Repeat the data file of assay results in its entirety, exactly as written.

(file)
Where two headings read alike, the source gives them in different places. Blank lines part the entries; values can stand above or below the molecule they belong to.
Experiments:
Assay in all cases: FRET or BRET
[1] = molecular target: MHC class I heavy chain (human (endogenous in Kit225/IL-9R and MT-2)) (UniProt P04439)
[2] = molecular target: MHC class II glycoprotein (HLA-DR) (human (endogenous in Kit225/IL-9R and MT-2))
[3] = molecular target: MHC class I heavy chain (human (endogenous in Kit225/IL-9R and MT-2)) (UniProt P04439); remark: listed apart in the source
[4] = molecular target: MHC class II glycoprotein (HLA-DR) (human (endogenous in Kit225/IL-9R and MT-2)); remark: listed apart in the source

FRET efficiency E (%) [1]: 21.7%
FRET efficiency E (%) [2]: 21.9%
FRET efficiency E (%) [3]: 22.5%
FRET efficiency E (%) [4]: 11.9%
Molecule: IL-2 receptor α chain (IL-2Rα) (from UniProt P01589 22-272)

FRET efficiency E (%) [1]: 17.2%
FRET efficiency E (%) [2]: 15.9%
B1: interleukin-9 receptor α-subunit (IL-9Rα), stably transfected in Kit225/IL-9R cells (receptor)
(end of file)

Where two headings read alike, the source gives them in different places. Blank lines part the entries; values can stand above or below the molecule they belong to.
Experiments:
Assay in all cases: FRET or BRET
[1] = molecular target: MHC class I heavy chain (human (endogenous in Kit225/IL-9R and MT-2)) (UniProt P04439)
[2] = molecular target: MHC class II glycoprotein (HLA-DR) (human (endogenous in Kit225/IL-9R and MT-2))
[3] = molecular target: MHC class I heavy chain (human (endogenous in Kit225/IL-9R and MT-2)) (UniProt P04439); remark: listed apart in the source
[4] = molecular target: MHC class II glycoprotein (HLA-DR) (human (endogenous in Kit225/IL-9R and MT-2)); remark: listed apart in the source

FRET efficiency E (%) [1]: 21.7%
FRET efficiency E (%) [2]: 21.9%
FRET efficiency E (%) [3]: 22.5%
FRET efficiency E (%) [4]: 11.9%
Molecule: IL-2 receptor α chain (IL-2Rα) (from UniProt P01589 22-272)

FRET efficiency E (%) [1]: 17.2%
FRET efficiency E (%) [2]: 15.9%
B1: interleukin-9 receptor α-subunit (IL-9Rα), stably transfected in Kit225/IL-9R cells (receptor)